Health and Family Services Cabinet
Mental Health Receives $1.5 million for Women’s Program
Money to Provide Long-term Care for Pregnant, Postpartum Women
The commonwealth has received $1.5 million to enhance substance abuse rehabilitation services for women, enabling mothers to bring children with them while they undergo long-term counseling and treatment, the Department for Mental Health, Developmental Disabilities and Addiction Services (MHDDAS) announced today. The money will go to Independence House of Cumberland River Comprehensive Care Center.
“We are committed to improving the lives of women and children of Kentucky,” said Gov. Steve Beshear. “This grant will allow us to serve more mothers in need of addiction treatment and counseling – without having to leave their families behind. This is truly a step forward in our fight against drug and alcohol abuse in Kentucky.”
Located in Corbin, the Independence House will use the funds to create a 14-bed residential facility that will offer services for up to a year. The facility will be the first in the state to exclusively serve pregnant and postpartum women and their newborn children.
“For mothers coping with addiction issues, child care can be a barrier to seeking treatment,” said Health and Family Services Cabinet Secretary Janie Miller. “By expanding Independence House, more mothers will be able to seek the kinds of services they need and get on the path to rehabilitation.”
The Substance Abuse and Mental Health Services Administration (SAMSHA) awarded the $1.5 million competitive grant for programs for pregnant and postpartum women to Independence House, which will work with MHDDAS and the University of Kentucky Center for Drug and Alcohol Research. The funding will build on an already existing residential treatment program currently providing 30-day treatment services for women, extending services at the residential center to long-term.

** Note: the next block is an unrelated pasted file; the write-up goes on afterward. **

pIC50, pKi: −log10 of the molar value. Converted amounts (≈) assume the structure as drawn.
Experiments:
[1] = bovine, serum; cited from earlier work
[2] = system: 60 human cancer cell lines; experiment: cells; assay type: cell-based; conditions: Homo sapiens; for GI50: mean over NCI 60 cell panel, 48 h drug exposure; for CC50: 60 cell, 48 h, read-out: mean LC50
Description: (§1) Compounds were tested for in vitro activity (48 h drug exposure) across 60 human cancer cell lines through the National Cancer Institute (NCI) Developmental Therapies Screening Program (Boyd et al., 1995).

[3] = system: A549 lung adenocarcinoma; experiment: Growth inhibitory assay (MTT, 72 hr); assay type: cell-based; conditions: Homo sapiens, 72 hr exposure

“In these difficult economic times, this is an important program enhancement for the women and children of Kentucky,” said Steve Nunn, acting commissioner of MHDDAS. “Independence House has been providing much needed services for women of the Appalachian region of the state for years and now will be able to expand those services.”
The 14-bed facility will serve more than 100 women during the three-year grant period and will be the first long-term residential program in rural Appalachian Kentucky.
“This new program will offer services to clients with very special needs, enhancing our continuum of care with our outpatient substance abuse programs, KIDS NOW Plus and Cumberland Hope Community in Harlan,” said Danny Jones, executive director of the Cumberland River Comprehensive Care Center. “Our other treatment programs will be closely involved with the new Independence House to provide other clinical services.”
Priority admissions will include pregnant women who have served in the military from anywhere in the state or from neighboring Tennessee.
The range of services available will include trauma informed care (a research-based treatment model based on study of those who’ve experienced trauma), health, mental health, housing, employment, education and training. Intensive case management services will be provided to ensure access to prenatal and postnatal medical care as well as other educational, vocational and social services.
Cumberland River’s full array of services will be available, as well as referrals to other community resources. Case management and traditional after-care relapse prevention programs will assist women in their recovery process after they return home.